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William C. Altreuter
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Friday, May 22, 2015

I'm starting to outline a law school course which I'm tentatively calling "Civil Practice". The idea is that it will be a sort of omnibus practice course, which will include elements of New York Practice-- a subject dear to me- along with exercises in some of the more or less untaught lawyer skills. Client counseling skills, negotiation, and some other things. What other things would Outside Counsel readers suggest?

Thursday, May 21, 2015

Oh, and before I forget, so long B.B. King. I'm pretty sure it would be impossible to overstate his
importance to music, or to American culture. He ranks with Count Basie, and Louis Armstrong and Duke Ellington-- all giants, and all essential to American music. These days we all have our music in different formats, and play it on different devices, but if there is no B.B. King accessible to you at all times your music collection is incomplete and you need to fix that.

Wednesday, May 20, 2015

One of my Lawyers in Movies theories is that although the narrative of American jurisprudence teaches us that judges are the heroes, its portrayal in popular culture is closer to the truth: the real heroes are the lawyers. It's the lawyers who take the cases, and create the arguments, but the judges get the ink. In the casebooks that we are taught from the decisions always report the names of the judges who wrote, but the names of the lawyers-- and their briefs, for that matter-- are never mentioned. Interestingly, there are apparently not many movies about the Supreme Court (this Wikipedia list omits The Talk of the Town, for my money superior to The Pelican Brief). Part of this is that appellate advocacy can be pretty dry stuff, and part of it is that appellate court judges really have pretty narrowly defined powers. I liked Stephen Carter's The Emperor of Ocean Park when it was about affluent African-American culture, a subject about which I know damn little, and it was all right when it was about academic politics; but its McGuffin was about a corrupt Circuit Court judge, and that was simply too implausible to sustain my suspension of disbelief.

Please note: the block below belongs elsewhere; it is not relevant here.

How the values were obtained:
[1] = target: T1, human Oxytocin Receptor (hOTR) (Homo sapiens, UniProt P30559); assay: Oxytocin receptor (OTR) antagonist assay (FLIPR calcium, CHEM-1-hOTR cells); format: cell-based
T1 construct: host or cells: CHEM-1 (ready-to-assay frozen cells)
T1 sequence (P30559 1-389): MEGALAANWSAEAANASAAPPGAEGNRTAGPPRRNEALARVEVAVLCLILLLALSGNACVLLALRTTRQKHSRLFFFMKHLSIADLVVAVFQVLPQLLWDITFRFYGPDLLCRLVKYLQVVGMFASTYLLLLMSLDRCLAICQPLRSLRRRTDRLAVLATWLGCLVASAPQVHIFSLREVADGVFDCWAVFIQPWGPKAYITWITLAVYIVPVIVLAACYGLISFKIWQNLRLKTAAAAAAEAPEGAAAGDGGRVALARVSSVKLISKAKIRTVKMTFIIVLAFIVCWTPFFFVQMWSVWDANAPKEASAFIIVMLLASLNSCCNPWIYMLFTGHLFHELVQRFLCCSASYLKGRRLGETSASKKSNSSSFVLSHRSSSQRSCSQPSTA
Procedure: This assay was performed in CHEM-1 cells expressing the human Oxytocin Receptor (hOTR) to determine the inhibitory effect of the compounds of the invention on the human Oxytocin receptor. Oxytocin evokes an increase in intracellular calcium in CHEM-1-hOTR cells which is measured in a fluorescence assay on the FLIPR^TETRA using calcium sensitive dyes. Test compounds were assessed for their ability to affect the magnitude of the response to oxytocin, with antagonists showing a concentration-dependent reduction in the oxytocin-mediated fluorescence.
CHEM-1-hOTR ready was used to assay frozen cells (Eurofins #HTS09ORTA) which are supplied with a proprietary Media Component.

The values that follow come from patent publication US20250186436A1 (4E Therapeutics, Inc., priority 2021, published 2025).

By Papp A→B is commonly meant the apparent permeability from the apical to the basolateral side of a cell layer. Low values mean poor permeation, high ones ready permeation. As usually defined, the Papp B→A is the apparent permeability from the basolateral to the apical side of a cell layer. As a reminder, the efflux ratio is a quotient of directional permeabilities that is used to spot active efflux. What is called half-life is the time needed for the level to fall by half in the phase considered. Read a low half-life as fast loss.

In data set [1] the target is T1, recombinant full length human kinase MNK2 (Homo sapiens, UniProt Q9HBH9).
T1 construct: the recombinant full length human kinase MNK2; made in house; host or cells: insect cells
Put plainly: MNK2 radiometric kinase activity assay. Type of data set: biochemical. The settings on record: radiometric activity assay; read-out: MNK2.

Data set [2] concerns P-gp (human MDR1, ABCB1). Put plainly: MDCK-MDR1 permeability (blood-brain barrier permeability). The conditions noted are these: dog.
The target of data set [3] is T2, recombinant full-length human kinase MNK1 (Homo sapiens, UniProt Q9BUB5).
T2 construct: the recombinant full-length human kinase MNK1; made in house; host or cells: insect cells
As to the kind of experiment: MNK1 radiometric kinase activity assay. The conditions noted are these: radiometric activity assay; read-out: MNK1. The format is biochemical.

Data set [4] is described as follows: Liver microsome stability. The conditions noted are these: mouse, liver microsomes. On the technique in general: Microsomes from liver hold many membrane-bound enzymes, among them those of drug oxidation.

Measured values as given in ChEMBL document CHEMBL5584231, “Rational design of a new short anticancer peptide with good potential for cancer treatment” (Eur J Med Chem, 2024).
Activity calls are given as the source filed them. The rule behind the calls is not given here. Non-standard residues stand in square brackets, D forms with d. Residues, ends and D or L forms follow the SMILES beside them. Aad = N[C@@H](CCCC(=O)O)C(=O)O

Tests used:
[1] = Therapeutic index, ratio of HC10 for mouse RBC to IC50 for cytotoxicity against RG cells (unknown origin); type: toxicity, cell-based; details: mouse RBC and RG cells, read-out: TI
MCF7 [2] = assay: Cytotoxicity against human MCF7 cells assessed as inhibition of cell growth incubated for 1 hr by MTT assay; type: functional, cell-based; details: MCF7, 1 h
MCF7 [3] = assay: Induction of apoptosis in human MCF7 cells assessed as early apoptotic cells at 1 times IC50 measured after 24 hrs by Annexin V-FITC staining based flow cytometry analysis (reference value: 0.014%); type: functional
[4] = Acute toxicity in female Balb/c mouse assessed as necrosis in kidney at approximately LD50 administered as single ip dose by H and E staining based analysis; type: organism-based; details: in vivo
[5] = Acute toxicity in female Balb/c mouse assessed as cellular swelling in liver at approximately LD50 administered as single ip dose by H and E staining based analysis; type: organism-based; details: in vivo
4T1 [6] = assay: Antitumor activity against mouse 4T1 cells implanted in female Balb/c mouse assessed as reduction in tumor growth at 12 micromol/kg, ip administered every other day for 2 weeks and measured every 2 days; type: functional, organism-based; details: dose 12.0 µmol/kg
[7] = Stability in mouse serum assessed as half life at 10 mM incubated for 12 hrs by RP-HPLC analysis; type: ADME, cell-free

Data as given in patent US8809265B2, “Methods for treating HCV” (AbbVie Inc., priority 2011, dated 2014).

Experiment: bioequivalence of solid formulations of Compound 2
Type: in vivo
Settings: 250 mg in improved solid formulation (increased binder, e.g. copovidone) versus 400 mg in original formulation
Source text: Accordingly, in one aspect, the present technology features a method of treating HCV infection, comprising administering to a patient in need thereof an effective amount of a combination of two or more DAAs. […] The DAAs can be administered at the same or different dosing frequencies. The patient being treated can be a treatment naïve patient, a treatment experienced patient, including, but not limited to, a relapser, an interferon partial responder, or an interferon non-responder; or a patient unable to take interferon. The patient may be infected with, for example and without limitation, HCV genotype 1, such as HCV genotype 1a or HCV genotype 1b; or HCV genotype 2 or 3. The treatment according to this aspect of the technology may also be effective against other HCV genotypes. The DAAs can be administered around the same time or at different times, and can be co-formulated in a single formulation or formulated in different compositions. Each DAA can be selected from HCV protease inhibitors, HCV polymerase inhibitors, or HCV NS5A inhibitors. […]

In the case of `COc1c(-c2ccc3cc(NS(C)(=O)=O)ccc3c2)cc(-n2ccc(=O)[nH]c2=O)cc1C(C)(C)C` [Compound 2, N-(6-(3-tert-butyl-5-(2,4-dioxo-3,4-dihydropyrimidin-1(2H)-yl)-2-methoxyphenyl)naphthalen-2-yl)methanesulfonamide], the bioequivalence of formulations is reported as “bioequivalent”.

Tuesday, May 19, 2015

To LCA's Smith College commencement weekend, one of those celebratory moments tinged with melancholy. This marks the end of 12 years with a daughter at Smith (actually, now that I think of it, eleven years-- CLA transferred in after her year at my alma mater proved unfulfilling.) Smith does it up right-- the campus, which is beautiful all the time, shows up in a particularly spectacular way when in full bloom. My parents and my sister were able to attend, which made us a larger, convivial group. Regular Outside Counsel readers will recall that my father sustained an injury playing tennis, which limited his mobility somewhat, but lemons to lemonade this meant that we enjoyed preferred seating, and I got to spend a little extra time with my folks.